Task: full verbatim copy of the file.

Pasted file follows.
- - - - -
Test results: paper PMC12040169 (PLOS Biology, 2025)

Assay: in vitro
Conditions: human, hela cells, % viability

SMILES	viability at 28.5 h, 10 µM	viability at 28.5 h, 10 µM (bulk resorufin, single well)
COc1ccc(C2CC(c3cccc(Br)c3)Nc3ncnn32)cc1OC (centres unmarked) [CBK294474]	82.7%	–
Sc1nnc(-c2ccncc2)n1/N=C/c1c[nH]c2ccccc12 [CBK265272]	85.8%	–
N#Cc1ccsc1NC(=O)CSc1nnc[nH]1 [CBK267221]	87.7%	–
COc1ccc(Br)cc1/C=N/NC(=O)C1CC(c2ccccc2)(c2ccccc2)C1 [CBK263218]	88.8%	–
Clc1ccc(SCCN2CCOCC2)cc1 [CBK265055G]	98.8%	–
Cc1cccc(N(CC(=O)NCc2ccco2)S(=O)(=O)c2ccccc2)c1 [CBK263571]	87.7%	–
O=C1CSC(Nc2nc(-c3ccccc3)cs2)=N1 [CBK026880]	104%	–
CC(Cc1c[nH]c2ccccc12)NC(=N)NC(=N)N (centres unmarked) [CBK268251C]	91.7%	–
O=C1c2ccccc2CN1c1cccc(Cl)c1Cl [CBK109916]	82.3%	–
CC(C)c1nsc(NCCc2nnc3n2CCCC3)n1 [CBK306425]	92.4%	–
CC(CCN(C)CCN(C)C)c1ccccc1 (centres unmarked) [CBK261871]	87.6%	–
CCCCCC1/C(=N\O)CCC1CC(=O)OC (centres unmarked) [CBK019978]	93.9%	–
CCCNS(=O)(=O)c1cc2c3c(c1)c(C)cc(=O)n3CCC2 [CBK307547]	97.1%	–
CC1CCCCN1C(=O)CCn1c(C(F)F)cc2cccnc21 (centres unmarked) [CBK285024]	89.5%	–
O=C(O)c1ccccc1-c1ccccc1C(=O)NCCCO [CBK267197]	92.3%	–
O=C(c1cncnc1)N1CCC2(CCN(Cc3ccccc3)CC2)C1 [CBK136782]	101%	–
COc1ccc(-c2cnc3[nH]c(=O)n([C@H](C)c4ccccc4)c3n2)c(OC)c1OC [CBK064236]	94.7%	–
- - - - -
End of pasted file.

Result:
Test results: paper PMC12040169 (PLOS Biology, 2025)

Assay: in vitro
Conditions: human, hela cells, % viability

SMILES	viability at 28.5 h, 10 µM	viability at 28.5 h, 10 µM (bulk resorufin, single well)
COc1ccc(C2CC(c3cccc(Br)c3)Nc3ncnn32)cc1OC (centres unmarked) [CBK294474]	82.7%	–
Sc1nnc(-c2ccncc2)n1/N=C/c1c[nH]c2ccccc12 [CBK265272]	85.8%	–
N#Cc1ccsc1NC(=O)CSc1nnc[nH]1 [CBK267221]	87.7%	–
COc1ccc(Br)cc1/C=N/NC(=O)C1CC(c2ccccc2)(c2ccccc2)C1 [CBK263218]	88.8%	–
Clc1ccc(SCCN2CCOCC2)cc1 [CBK265055G]	98.8%	–
Cc1cccc(N(CC(=O)NCc2ccco2)S(=O)(=O)c2ccccc2)c1 [CBK263571]	87.7%	–
O=C1CSC(Nc2nc(-c3ccccc3)cs2)=N1 [CBK026880]	104%	–
CC(Cc1c[nH]c2ccccc12)NC(=N)NC(=N)N (centres unmarked) [CBK268251C]	91.7%	–
O=C1c2ccccc2CN1c1cccc(Cl)c1Cl [CBK109916]	82.3%	–
CC(C)c1nsc(NCCc2nnc3n2CCCC3)n1 [CBK306425]	92.4%	–
CC(CCN(C)CCN(C)C)c1ccccc1 (centres unmarked) [CBK261871]	87.6%	–
CCCCCC1/C(=N\O)CCC1CC(=O)OC (centres unmarked) [CBK019978]	93.9%	–
CCCNS(=O)(=O)c1cc2c3c(c1)c(C)cc(=O)n3CCC2 [CBK307547]	97.1%	–
CC1CCCCN1C(=O)CCn1c(C(F)F)cc2cccnc21 (centres unmarked) [CBK285024]	89.5%	–
O=C(O)c1ccccc1-c1ccccc1C(=O)NCCCO [CBK267197]	92.3%	–
O=C(c1cncnc1)N1CCC2(CCN(Cc3ccccc3)CC2)C1 [CBK136782]	101%	–
COc1ccc(-c2cnc3[nH]c(=O)n([C@H](C)c4ccccc4)c3n2)c(OC)c1OC [CBK064236]	94.7%	–